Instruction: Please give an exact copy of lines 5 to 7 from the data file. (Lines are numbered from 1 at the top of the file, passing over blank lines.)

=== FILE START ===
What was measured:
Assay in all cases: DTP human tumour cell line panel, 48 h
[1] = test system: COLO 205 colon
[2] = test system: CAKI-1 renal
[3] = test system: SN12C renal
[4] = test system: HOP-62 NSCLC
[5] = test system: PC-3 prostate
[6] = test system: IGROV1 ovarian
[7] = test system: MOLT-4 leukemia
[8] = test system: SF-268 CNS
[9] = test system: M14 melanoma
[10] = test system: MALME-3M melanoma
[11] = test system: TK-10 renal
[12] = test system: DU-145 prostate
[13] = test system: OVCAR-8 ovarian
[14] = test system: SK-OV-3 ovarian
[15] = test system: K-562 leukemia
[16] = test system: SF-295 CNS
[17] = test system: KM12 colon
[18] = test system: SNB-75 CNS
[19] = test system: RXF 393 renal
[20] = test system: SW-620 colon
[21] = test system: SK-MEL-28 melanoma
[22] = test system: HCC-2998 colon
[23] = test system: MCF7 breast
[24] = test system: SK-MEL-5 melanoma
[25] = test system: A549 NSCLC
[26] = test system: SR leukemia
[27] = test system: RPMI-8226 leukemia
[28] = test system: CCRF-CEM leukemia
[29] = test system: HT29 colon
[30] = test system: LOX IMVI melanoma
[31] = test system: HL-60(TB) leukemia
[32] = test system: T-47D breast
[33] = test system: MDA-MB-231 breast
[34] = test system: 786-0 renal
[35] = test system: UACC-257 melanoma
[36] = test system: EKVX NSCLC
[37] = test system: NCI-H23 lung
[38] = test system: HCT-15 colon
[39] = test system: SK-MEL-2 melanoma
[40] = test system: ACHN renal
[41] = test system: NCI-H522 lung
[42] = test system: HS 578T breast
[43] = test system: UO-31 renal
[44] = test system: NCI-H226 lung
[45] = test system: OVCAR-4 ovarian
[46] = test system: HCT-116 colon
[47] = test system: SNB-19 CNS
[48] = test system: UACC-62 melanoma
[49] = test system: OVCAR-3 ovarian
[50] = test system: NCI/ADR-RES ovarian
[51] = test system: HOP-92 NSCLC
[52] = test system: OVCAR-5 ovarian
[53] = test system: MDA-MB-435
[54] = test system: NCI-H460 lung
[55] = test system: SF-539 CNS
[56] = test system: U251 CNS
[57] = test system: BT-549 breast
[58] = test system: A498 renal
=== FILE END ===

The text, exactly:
[3] = test system: SN12C renal
[4] = test system: HOP-62 NSCLC
[5] = test system: PC-3 prostate